- The Fairmont in San Jose filed for bankruptcy on Friday and kicked out all of its guests.
- The hotel paid for alternative accommodations for guests, including the Las Vegas Knights NHL team.
- Fairmont’s management told local news outlets that at least $ 20 million should be lost by 2021.
- You can find more stories in Insider’s business section.
An 800-room hotel in San Jose, California filed for bankruptcy Friday and kicked all of its guests out, local news outlets reported.
The city’s Fairmont Hotel was closed after a Chapter 11 filing.
The hotel lost at least $ 18 million during the pandemic in 2020 and is set to lose at least another $ 20 million in 2021, its owners told The San Francisco Chronicle.
Management told guests to leave, but the Fairmont paid them to stay at nearby hotels, the publication said.
This included the Las Vegas Knights NHL team. The team was in town to play against the local San Jose Sharks and were asked to leave their room shortly before the first of two games.
“I think this is a first for probably everyone on our team,” said Nick Holden, the team’s defender, to the Associated Press. Players were asked to bring their belongings to the game and moved to a new hotel after the game.
All hospitality workers, including hotel management, were laid off on Friday, hotel rep Sam Singer told The Chronicle.
Continue reading: How hotels like Marriott and Wynn Resorts are working to kickstart their gutted group travel businesses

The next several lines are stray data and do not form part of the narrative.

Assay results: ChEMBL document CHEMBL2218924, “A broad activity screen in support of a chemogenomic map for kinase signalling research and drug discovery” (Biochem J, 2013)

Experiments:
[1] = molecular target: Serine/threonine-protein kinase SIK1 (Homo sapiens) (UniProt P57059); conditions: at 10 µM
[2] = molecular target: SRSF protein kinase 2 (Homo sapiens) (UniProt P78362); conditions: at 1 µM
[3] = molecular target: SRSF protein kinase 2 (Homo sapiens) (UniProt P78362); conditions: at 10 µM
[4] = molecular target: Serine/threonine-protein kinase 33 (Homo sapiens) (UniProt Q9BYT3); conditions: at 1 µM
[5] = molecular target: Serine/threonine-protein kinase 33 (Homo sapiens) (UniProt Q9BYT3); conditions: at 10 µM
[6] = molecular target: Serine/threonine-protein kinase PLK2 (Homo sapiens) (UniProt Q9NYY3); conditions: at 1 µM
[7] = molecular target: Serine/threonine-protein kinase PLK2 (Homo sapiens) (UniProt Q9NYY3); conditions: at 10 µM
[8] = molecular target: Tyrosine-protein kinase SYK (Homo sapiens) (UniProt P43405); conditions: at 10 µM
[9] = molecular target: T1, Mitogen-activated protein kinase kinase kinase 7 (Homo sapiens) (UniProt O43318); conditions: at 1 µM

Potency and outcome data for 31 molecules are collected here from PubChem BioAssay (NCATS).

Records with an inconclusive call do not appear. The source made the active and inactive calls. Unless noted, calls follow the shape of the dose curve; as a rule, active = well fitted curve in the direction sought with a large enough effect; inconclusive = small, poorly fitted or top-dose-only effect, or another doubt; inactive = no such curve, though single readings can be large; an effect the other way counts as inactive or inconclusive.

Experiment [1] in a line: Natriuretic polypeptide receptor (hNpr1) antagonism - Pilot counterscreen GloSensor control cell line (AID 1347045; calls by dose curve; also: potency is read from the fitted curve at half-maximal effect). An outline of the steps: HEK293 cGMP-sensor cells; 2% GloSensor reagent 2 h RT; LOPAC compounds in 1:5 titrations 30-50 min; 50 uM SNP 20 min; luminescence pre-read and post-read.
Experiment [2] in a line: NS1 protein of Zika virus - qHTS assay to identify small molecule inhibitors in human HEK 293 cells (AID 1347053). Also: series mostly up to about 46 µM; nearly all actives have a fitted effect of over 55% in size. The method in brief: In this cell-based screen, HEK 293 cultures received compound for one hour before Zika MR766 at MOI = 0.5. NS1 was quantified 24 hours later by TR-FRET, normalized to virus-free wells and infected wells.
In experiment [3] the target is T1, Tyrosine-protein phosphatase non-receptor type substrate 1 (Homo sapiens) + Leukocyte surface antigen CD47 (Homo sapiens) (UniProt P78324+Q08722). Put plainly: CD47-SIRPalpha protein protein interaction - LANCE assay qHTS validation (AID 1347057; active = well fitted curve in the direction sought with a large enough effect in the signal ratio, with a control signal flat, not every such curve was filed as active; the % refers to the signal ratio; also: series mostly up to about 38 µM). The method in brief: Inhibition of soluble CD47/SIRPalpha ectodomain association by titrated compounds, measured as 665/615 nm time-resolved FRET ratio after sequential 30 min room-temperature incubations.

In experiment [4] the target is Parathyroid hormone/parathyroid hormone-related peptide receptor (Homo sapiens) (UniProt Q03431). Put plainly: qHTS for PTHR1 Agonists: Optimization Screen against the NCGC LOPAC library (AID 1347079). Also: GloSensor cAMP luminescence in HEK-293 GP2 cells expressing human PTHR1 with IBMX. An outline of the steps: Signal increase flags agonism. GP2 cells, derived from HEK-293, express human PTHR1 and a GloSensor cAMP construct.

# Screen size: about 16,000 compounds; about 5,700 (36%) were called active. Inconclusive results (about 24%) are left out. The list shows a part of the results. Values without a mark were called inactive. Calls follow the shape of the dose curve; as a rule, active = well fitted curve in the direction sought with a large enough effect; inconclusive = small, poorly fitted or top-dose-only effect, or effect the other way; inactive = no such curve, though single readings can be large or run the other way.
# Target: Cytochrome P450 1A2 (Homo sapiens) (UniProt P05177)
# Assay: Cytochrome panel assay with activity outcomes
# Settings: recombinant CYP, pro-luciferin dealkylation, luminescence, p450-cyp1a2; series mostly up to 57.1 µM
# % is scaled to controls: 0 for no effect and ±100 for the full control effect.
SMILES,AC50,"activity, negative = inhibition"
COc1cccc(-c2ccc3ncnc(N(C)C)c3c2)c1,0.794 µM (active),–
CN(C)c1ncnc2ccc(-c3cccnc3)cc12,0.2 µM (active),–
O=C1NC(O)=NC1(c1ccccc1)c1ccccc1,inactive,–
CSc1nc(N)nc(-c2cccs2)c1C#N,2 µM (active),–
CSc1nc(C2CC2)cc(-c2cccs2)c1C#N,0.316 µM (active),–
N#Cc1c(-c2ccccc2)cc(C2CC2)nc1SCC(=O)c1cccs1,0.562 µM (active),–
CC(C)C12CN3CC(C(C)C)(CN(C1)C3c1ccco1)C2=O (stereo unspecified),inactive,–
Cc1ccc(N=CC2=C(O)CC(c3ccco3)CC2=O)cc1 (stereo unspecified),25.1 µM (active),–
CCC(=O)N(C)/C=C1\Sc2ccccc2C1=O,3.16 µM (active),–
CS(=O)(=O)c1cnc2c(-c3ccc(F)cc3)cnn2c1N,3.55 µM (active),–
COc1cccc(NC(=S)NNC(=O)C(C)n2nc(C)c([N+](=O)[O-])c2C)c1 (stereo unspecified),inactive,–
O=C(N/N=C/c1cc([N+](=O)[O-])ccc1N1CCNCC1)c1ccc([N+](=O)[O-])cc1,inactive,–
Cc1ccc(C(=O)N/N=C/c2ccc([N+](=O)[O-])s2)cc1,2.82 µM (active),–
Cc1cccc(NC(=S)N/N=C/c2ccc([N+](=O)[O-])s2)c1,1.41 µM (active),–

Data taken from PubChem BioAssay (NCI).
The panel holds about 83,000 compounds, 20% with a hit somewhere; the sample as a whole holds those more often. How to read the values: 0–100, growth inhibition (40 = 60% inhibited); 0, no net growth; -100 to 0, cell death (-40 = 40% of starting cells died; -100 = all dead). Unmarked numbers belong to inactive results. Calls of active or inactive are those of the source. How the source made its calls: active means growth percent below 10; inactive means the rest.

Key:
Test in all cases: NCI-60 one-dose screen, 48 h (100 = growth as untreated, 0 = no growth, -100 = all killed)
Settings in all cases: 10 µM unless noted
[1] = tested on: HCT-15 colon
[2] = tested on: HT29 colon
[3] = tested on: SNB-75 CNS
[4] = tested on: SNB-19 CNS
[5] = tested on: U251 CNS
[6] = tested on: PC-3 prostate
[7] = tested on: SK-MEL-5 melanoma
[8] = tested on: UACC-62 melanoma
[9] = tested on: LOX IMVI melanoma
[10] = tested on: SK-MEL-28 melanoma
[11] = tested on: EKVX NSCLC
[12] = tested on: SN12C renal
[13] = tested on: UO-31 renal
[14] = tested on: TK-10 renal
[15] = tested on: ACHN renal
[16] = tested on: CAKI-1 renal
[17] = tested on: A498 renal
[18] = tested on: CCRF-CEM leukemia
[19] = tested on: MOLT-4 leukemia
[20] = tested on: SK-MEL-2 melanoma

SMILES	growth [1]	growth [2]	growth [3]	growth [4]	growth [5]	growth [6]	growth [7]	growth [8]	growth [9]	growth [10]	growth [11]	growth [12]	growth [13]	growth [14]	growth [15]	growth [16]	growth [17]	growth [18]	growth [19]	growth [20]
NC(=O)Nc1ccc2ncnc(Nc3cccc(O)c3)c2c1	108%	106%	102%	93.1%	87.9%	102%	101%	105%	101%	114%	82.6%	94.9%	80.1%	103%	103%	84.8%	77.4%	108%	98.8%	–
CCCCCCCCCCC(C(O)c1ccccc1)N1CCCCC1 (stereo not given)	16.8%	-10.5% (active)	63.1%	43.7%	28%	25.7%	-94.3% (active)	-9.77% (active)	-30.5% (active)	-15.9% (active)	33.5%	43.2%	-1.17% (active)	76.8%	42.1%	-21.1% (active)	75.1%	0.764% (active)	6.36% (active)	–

During the pandemic, the hotel occupancy was less than 7%, Singer said.
The 20-story hotel is expected to reopen in 60 to 90 days with a new management partner, Singer added.
The website doesn’t say the hotel is closed, but customers cannot book rooms.
The hotel has 805 rooms and suites as well as three restaurants and a café. It also has 65,000 square feet of event space, a gym, and a rooftop pool.
As the US continues to vaccinate its population against the coronavirus, hotels prepare to bring guests back. Some Marriott hotels offer on-site testing, temperature checks, and health questionnaires for groups planning events at their hotels, while Wynn Resorts is building a COVID-19 testing lab in its Las Vegas homes, Insider’s Madeline Stone reported.
Marriott expects the COVID-19 trend towards longer vacations to continue and is opening 575 new locations under the “Long Term Stay” brands. The hotels will offer larger rooms as well as additional amenities such as work stations, WiFi, breakfast and gyms, Insider’s Brittany Chang reported.